Tag Archives: Net Neutrality

More evidence against Internet regulation: the huge U.S.-European broadband gap

In its effort to regulate the Internet, the Federal Communications Commission is swimming upstream against a flood of evidence. The latest data comes from Fred Campbell and the Internet Innovation Alliance, showing the startling disparities between the mostly unregulated and booming U.S. broadband market, and the more heavily regulated and far less innovative European market. In November, we showed this gap using the measure of Internet traffic. Here, Campbell compares levels of investment and competitive choice (see chart below). The bottom line is that the U.S. invests around four times as much in its wired broadband networks and about twice as much in wireless. It’s not even close. Why would the U.S. want to drop America’s hugely successful model in favor of “President Obama’s plan to regulate the Internet,” which is even more restrictive and intrusive than Europe’s?

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Federal Court strikes down FCC “net neutrality” order

Today, the D.C. Federal Appeals Court struck down the FCC’s “net neutrality” regulations, arguing the agency cannot regulate the Internet as a “common carrier” (that is, the way we used to regulate telephones). Here, from a pre-briefing I and several AEI colleagues did for reporters yesterday, is a summary of my statement:

Chairman Wheeler has emphasized importance of Open Internet. We agree. The Internet is more open than ever — we’ve got more people, connected via more channels and more devices, to more content and more services than ever. And we will continue to enjoy an Open Internet because it benefits all involved — consumers, BSPs, content companies, software and device makers.

Chairman Wheeler has also emphasized recently that he believes innovation in multi-sided markets is important. At his Ohio State speech, he said we should allow experimentation, and when pressed on this apparent endorsement of multi-sided market innovation, he did not back down.

The AT&T “sponsored data” is a good example of such multi-sided market innovation, but one that many Net Neutrality supporters say violates NN. Sponsored Data, in which a content firm might pay for a portion of the data used by a consumer, increases total capacity, expands consumer choice, and would help keep prices lower than they would otherwise be. It also offers content firms a way to reach consumers. And it helps pay for cost of expensive broadband infrastructure. It is win-win-win.

Firms have already used this method — Amazon, for example, pays for the data downloads of Kindle ebooks.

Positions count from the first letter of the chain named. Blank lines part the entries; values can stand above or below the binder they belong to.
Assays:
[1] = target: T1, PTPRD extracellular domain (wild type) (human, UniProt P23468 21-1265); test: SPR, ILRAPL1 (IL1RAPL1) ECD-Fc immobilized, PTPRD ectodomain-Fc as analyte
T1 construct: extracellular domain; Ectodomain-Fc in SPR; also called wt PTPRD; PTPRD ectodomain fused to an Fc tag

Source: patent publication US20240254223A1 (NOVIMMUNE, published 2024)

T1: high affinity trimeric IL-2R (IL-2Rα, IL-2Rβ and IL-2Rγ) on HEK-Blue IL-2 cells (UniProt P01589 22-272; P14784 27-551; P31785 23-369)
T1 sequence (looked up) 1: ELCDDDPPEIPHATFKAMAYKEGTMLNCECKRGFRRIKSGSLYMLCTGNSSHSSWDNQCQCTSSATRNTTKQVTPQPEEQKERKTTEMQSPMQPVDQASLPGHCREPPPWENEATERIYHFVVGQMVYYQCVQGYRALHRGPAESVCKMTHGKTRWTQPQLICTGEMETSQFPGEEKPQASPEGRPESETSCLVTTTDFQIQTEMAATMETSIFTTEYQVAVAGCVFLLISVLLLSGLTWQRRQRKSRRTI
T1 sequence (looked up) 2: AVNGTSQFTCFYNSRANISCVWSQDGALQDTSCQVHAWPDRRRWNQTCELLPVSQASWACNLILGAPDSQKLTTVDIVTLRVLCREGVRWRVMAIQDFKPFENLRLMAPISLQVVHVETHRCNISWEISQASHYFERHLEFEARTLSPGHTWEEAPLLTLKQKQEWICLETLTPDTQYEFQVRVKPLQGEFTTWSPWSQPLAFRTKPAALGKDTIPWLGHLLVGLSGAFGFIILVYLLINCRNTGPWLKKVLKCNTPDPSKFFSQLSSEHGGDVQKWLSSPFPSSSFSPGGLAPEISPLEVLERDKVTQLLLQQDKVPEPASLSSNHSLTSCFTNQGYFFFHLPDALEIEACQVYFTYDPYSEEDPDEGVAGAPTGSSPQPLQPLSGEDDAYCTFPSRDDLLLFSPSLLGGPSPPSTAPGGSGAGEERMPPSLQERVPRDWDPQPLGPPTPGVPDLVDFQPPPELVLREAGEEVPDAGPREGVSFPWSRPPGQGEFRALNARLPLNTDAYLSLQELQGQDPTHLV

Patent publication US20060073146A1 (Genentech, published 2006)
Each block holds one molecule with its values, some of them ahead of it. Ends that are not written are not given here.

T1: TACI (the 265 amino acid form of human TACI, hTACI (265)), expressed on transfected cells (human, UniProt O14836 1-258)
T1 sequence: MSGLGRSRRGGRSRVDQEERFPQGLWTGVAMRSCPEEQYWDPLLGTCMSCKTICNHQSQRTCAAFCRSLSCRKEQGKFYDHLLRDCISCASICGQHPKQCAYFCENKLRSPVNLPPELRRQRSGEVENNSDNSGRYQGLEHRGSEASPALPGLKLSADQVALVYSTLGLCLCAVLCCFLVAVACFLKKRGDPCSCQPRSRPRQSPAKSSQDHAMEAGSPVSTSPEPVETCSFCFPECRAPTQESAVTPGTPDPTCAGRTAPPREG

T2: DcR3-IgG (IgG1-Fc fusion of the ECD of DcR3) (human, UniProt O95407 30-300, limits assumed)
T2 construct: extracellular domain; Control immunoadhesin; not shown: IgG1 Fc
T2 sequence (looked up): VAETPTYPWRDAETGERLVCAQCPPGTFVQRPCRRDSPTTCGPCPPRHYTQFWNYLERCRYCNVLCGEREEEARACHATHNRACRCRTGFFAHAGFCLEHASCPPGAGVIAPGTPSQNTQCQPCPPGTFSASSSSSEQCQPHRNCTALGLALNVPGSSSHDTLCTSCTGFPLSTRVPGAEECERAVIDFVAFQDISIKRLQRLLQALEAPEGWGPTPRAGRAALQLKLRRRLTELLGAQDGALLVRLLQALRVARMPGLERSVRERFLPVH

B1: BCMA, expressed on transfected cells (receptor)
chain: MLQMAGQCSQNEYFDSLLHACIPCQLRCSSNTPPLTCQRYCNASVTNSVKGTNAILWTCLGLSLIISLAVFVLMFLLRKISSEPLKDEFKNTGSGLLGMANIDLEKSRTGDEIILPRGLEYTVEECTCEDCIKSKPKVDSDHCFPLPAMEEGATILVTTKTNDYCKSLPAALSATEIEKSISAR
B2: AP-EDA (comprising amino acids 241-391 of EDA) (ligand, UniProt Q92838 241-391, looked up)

Across the landscape, allowing technical and business model innovation is important to keep delivering diverse products to consumers at the best prices. Prohibiting “sponsored data” or tiered data plans or content partnerships or quality-of service based networking will reduce the flexibility of networks, reduce product differentiation, and reduce consumer choice. A rule that requires only one product or only one price level for a range of products could artificially inflate the price that many consumers pay. Low-level users may end up paying for high-end users. Entire classes of products might not come into being because a rule bans a crucial partnership that would have helped the product at its inception. Network architectures that can deliver better performance at lower prices might not arise.

Common carriage style regulation is not appropriate for the Internet. The Internet is a fast changing, multipurpose network, built and operated by numerous firms, with many types of data, content, products, and services flowing over it, all competing and cooperating in a healthy and dynamic environment. Old telephone style regulation, meant to regulate a monopoly utility that used a single purpose network to deliver one type of service, would be a huge (and possibly catastrophic) step backward for what is today a vibrant Internet economy.

The Court, though not ruling on the wisdom of Net Neutrality, essentially agreed and vacated the old-style common carriage rules. It’s a near-term win for the Internet. The court’s grant to the FCC of regulatory authority over the Internet, save common carriage, is, however, potentially problematic. We don’t know how broad this grant is or what the FCC might do with it. A fundamental rethink of our communications laws and regulations may thus be in order.

A Decade Later, Net Neutrality Goes To Court